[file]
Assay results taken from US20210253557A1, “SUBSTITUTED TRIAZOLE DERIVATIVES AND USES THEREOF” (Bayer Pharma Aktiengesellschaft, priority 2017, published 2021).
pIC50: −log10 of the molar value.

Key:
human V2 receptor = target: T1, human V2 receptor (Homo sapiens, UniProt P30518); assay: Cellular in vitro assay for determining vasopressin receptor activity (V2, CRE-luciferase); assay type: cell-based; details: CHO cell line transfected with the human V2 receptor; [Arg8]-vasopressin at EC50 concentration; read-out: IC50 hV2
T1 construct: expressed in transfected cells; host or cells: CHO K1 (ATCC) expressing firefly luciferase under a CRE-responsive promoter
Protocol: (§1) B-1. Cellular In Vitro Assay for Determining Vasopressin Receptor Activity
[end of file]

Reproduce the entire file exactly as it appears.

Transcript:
Assay results taken from US20210253557A1, “SUBSTITUTED TRIAZOLE DERIVATIVES AND USES THEREOF” (Bayer Pharma Aktiengesellschaft, priority 2017, published 2021).
pIC50: −log10 of the molar value.

Key:
human V2 receptor = target: T1, human V2 receptor (Homo sapiens, UniProt P30518); assay: Cellular in vitro assay for determining vasopressin receptor activity (V2, CRE-luciferase); assay type: cell-based; details: CHO cell line transfected with the human V2 receptor; [Arg8]-vasopressin at EC50 concentration; read-out: IC50 hV2
T1 construct: expressed in transfected cells; host or cells: CHO K1 (ATCC) expressing firefly luciferase under a CRE-responsive promoter
Protocol: (§1) B-1. Cellular In Vitro Assay for Determining Vasopressin Receptor Activity